Kilauea has been rumbling today within Hawaiʻi Volcanoes National Park, prompting scientific observers to raise their alert level one step to “watch” from “advisory.”
The U.S. Geological Survey’s Hawaiian Volcano Observatory described the activity in an announcement this morning and emphasized that Kilauea is not erupting.
However, a swarm of earthquakes suggests that magma may be moving beneath the south part of Kilauea caldera, HVO said.
HVO reported that a swarm of earthquakes began Monday evening and continued with a “particularly strong sequence” of tremblers at about 1:30 a.m. this morning.
As of 4:30 a.m., over 140 earthquakes have been recorded, according to HVO, which said the largest one recorded had a 3.3 magnitude while most were under magnitude 1.
At about 6 a.m., HVO said small earthquakes were continuing at a rate of at least 10 per hour.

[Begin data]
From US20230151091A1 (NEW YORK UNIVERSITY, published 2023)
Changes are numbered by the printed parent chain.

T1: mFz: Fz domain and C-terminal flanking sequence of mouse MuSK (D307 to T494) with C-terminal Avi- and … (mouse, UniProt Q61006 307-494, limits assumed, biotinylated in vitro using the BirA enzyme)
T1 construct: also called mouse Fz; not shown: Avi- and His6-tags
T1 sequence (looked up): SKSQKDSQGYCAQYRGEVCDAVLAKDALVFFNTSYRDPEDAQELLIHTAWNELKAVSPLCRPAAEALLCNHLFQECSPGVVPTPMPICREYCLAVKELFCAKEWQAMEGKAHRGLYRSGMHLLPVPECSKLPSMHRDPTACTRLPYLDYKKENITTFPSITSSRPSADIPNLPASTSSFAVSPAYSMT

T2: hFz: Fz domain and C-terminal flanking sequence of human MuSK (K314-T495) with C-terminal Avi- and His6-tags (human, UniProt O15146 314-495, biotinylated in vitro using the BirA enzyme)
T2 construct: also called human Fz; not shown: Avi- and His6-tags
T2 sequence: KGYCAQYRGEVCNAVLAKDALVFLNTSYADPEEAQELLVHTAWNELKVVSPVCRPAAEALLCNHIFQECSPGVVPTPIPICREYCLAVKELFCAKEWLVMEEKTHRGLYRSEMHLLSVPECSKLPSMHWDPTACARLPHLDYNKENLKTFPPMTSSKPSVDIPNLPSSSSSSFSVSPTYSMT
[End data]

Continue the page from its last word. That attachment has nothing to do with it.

The ground-shaking activity, which was coincident with a change in the style of ground deformation at tiltmeters in Kilauea’s summit region, may indicate an intrusion of magma occurring 0.6 miles to 1.2 miles beneath the south caldera, HVO said.
“Currently, webcams and satellite imagery show no evidence of lava at the surface,” the report said. “HVO scientists will continue to monitor the situation and will issue additional messages and alert level changes as warranted by changing activity.”